Before the pandemic, Nigerians were spending 60 per cent of their income on food. Still, that statistic has been upwardly revised due to rising food prices, SBM Intelligence Risk Consultancy reports.

People now scramble for cheaper alternatives since their original choices have become a luxury that they can no longer afford. For instance, within a year, the price per kilo of beans has gone up 60 per cent, while rice records a 15 per cent rise in price relative to the previous year.

With a rise in the price of food items, people are now less able to spend on other vitals of life such as rent, healthcare and education. Many affected individuals now substitute food choices or recalibrate their quantity options accordingly. Also, people now prefer to patronise traditional healing alternatives instead of hospital treatment due to the rising cost of medical services.

This sad reality has rendered many Nigerians more destitute. Also, many others have been sent to their early graves because of poor nutrition and exposure to health risks. While global records portray a progressing and promising outlook regarding food affordability, Nigeria’s story suggests a retrogressive and unfortunate situation.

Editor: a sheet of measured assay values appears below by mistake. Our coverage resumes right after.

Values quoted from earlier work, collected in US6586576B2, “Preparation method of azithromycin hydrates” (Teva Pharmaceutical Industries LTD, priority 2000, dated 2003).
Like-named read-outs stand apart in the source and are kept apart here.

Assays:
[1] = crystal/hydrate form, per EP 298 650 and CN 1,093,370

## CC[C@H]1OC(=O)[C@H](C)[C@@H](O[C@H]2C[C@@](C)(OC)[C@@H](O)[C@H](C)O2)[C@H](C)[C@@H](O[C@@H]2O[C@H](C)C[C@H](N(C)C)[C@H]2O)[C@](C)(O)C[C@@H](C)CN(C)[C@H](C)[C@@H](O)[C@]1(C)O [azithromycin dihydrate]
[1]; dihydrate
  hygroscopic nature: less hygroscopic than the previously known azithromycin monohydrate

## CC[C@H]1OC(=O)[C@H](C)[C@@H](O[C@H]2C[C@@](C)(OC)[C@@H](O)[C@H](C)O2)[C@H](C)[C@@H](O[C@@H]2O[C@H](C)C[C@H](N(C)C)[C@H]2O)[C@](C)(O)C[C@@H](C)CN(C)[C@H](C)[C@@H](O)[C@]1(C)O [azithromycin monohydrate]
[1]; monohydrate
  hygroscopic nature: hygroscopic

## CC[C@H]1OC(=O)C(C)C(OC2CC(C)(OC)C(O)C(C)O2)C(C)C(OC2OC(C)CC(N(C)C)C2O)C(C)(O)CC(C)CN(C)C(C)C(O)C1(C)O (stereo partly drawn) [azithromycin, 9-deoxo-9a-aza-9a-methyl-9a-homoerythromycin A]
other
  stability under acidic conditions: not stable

Suffering amid plenty is a much pitiful narrative for Nigeria, as available and easily accessible natural and human resources in abundance cannot yield the desired blessing to the over 210 million inhabitants.

Inefficient resources utilisation, wastefulness, playing politics with the economy, corruption, insecurity, laziness and lack of appropriate government support constitute some of the challenges that strengthen food supply in the country.

Other challenges include poor transportation that limits market access from production centres, congested ports that increase demurrage costs and delay of goods transit to market or consumer, poor electricity that hinders efficient food storage and other external causes due to the openness of the economy.

A notable cause of food insecurity in Nigeria among the aforementioned is insecurity. For instance, the North-Eastern part of the country has become a warzone between the army and terrorists for over a decade. Over 2 million households have been displaced since the onset of the constant attacks, and the number of malnourished citizens in the affected zones continue to rise.

More worrisome is the fact that farmers are now scared to go to their production fields, and those who make the bold step because of hardship usually end up getting killed. The dreadful activities of these extremist groups continue to slow agricultural production in the affected states, and food insecurity continues to worsen.

With the scarcity of food in circulation, prices of available foodstuff rise accordingly. In this situation, government intervention must be heavily registered if the veracity of the nation’s economy must be preserved.